For those of you just now jumping on the Marcus Mariota bandwagon, what took you so long?
In the wake of his exceptional performance at Washington, the Oregon quarterback is in the thick of Heisman Trophy race and is starting to be mentioned as a potential top pick whenever the redshirt sophomore decides to enter the NFL Draft.
Peter King of MMQB.com believes at least two NFL teams would put Mariota ahead of Bridgewater on their boards.
"What was once a virtual certainty -- either Louisville quarterback Teddy Bridgewater or South Carolina pass rusher Jadaveon Clowney being the first pick in the draft next May -- is now in doubt," King wrote in his Monday column. "Mariota will be draft-eligible next May (as will many other attractive quarterbacks, including Johnny Manziel) because he's in his third college season out of high school. And at least two teams love Mariota to the point that I believe if he comes out those teams would have him higher on their board than Bridgewater."
Mariota shredded the Huskies for 366 passing yards and three touchdowns with no interceptions and 88 rushing yards and one touchdown, the kind of performance that has become old hat for him. It was Mariota's eighth-straight game with both a rushing and passing score, a feat he has accomplished in 11 of his 19 career games as a Duck.
Mariota has completed 65.8 percent of his passes for 4,401 yards and 49 touchdowns with six interceptions at UO, with an absurd 17:0 TD-to-INT ratio this season, and averages 8.01 yards per carry.
But the best argument in favor of Mariota might be the game tape, or more specifically the lack thereof. Mariota didn't start for St. Louis High in Honolulu until his senior season, and won't turn 21 until Oct. 30, 2014, when he could be halfway through his rookie season.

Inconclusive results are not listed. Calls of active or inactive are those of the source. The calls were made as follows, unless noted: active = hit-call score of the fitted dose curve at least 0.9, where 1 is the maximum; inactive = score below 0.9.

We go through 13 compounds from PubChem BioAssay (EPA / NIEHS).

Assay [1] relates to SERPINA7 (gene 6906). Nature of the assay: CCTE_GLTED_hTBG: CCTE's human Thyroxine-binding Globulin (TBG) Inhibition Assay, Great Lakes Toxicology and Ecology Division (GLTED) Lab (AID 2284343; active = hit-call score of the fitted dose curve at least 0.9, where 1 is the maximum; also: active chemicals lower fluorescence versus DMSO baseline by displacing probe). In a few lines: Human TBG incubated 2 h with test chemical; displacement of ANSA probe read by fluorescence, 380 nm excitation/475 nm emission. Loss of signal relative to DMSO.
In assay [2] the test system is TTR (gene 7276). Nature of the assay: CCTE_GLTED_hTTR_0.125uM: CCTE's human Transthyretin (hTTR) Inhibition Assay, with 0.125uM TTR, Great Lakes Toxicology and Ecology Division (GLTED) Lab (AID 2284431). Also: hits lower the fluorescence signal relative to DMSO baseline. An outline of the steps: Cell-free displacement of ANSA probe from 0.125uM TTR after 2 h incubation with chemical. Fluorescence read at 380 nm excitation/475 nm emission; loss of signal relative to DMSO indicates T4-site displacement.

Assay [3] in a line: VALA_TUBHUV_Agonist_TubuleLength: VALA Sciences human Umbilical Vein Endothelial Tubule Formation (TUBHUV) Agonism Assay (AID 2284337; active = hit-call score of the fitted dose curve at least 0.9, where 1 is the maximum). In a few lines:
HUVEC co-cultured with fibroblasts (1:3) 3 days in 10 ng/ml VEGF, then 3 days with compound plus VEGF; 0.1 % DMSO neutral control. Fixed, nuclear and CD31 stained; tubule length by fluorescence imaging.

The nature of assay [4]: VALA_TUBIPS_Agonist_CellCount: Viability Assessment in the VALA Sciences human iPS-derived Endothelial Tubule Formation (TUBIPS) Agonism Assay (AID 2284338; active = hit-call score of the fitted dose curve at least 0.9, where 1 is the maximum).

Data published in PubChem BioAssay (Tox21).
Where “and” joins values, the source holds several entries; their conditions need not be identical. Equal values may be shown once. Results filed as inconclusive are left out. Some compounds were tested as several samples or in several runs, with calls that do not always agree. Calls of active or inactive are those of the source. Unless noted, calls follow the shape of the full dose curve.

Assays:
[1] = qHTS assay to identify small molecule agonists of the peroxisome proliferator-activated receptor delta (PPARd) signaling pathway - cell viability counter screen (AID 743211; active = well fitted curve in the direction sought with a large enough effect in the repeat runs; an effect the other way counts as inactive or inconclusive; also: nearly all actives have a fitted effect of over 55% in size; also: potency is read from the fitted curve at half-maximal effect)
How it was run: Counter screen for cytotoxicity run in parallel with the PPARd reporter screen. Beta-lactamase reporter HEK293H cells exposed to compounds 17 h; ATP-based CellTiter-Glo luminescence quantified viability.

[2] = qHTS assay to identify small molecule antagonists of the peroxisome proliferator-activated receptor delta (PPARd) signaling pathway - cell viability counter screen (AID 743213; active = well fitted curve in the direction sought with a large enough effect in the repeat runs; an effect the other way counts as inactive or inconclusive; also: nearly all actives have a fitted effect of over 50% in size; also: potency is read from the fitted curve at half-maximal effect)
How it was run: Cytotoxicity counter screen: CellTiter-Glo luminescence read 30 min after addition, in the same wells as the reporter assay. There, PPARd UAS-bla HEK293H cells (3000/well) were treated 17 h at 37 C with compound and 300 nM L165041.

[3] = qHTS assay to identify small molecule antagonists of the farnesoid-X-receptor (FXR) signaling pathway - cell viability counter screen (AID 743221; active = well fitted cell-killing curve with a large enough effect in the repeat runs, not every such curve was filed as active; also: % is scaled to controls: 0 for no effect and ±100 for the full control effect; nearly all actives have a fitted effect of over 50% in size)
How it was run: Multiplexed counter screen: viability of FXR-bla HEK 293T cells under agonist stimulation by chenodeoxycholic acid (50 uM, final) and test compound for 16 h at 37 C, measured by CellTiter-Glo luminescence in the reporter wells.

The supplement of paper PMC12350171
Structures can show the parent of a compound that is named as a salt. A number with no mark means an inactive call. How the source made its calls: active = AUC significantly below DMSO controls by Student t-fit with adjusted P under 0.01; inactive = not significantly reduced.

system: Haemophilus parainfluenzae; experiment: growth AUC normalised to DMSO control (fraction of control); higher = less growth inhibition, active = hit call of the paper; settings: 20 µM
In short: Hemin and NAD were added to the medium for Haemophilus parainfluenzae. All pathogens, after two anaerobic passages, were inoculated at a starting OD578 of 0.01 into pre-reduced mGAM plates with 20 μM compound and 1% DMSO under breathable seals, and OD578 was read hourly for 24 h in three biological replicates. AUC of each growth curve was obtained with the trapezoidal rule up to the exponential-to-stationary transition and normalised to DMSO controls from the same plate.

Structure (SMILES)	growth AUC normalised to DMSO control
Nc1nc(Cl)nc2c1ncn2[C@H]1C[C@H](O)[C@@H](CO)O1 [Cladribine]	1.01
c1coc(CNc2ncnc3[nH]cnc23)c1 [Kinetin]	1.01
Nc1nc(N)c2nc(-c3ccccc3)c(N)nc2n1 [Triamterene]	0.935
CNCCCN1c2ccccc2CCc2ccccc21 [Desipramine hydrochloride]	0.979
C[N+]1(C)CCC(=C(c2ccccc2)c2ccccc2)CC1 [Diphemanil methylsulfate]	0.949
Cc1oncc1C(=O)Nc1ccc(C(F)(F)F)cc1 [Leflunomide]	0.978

Much like Matthew Stafford of the Detroit Lions, Mariota will only be scratching the surface of his prime years when his first NFL contract expires. And for all his remarkable physical skills (6-foot-4, 211 pounds) and unreal accomplishments, he can still get better.
Mariota's touch on the deep ball can be refined. Against UW, wide receiver Bralon Addison was wide open and would have had a walk-in touchdown if hit in stride. Instead, Addison had to make a leaping catch. Mariota's accuracy and timing can get away from him for brief stretches.
Those are minor complaints, but they're the kind of throws that separate good quarterbacks from the transcendent.
What is clear is Mariota has an upside as great as any player in the game, so pull up a seat. It's going to be a fun ride.
Follow Dan Greenspan on Twitter @DanGreenspan.